The Lake Isle of Innisfree

by William Butler Yeats

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The Lake Isle of Innisfree Themes

The three main themes in “The Lake Isle of Innisfree” are nature, imagination, and nostalgia.

  • Nature: The speaker longs to go to Innisfree, a place where he can experience the restorative powers of nature and escape the corrupting influences of civilization.
  • Imagination: In keeping with the Romantic emphasis on the imagination, the poem describes the speaker’s vividly imagined daydream.
  • Nostalgia: The speaker’s desire to return to Innisfree is a nostalgic one, based upon Yeats’s recollection of Lough Gill in County Sligo.

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Themes and Meanings

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“The Lake Isle of Innisfree” expresses a set of desires familiar in the modern world: to escape, to achieve peace and solitude, to be at one with nature. Yeats says almost nothing in the poem about what he would like to escape from, but his reader can easily imagine the stressful conditions of modern, especially urban, life. Such desires have been common themes in Romantic literature since the beginning of the nineteenth century, and “Innisfree” is a good example of late nineteenth century Romanticism.

Many of Yeats’s early (pre-1900) poems express the feeling that, in William Wordsworth’s phrase, “the world is too much with us.” Poem after early poem articulates a longing for peace, for escape. The refrain in “The Stolen Child” (1886) is a seductive call to “Come away” from the world (seen as “full of weeping”) “To the waters and the wild.” “To an Isle in the Water” (1889) differs from “Innisfree” by expressing a wish to go away not alone but accompanied by the “Shy one of my heart.” Otherwise, the poem seems to be a study, a preliminary sketch for “The Lake Isle of Innisfree.”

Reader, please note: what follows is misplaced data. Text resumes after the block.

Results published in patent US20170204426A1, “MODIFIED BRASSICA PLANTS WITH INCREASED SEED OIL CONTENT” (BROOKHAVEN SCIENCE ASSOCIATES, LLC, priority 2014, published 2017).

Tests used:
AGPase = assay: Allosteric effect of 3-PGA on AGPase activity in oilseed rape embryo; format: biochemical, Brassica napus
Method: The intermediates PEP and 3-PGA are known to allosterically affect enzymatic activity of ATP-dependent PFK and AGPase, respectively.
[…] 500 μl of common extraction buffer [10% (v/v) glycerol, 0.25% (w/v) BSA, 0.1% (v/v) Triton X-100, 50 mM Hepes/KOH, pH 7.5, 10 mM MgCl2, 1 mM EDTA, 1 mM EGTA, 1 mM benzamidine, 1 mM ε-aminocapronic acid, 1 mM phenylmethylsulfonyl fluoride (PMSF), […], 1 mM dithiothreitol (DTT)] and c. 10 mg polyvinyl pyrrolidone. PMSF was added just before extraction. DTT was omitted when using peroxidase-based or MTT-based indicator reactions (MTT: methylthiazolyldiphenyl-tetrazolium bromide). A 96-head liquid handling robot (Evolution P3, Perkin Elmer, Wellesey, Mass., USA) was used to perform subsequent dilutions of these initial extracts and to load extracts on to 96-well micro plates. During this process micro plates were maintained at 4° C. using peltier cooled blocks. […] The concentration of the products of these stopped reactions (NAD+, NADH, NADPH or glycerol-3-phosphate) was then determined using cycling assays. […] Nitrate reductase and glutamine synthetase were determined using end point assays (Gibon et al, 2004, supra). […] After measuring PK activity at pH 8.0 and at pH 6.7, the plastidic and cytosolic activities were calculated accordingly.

While “The Lake Isle of Innisfree” is an early poem, it is in some respects transitional, pointing toward Yeats’s mature work. As its loosened rhythms contain something of his “own music,” so its images and vocabulary reveal something of his own emerging language. Again, a contrast may be drawn between the middle stanza and those that enclose it.

The middle stanza is vague, not fully in focus. What, after all, do “midnight’s all a glimmer” or “noon a purple glow” mean, exactly? One might guess that the glimmering is moonlight reflected on the lake, but it would be only a guess; and who can even hazard a guess about what glows purple at noontime? One cannot be sure whether “evening full of the linnet’s wings” is meant to appeal to the mind’s eye or ear. Yeats would eschew such imprecise images in his mature poetry. Similarly, “glimmer” is representative of Yeats’s late Victorian diction, rife with such murmurous words which, after the turn of the century, all but disappeared from his working vocabulary.

Yeats never went to Innisfree, built a cabin, or laid out bean-rows. Instead of finding a refuge on an uninhabited island, he helped found and manage the Irish National Theatre; became the central, essential figure in the Irish Literary Revival; became a prolific playwright; became, indeed, a very “public man,” an Irish senator and Nobel laureate. Although “The Lake Isle of Innisfree,” with its escapist wish, offers no hint of these future developments, in form and technique it contains the seeds of his future poetry. He was to transform himself from a late Victorian dreamy Romantic into the dominant poet of the twentieth century, and the transitional “Innisfree” offers a preview of that transformation.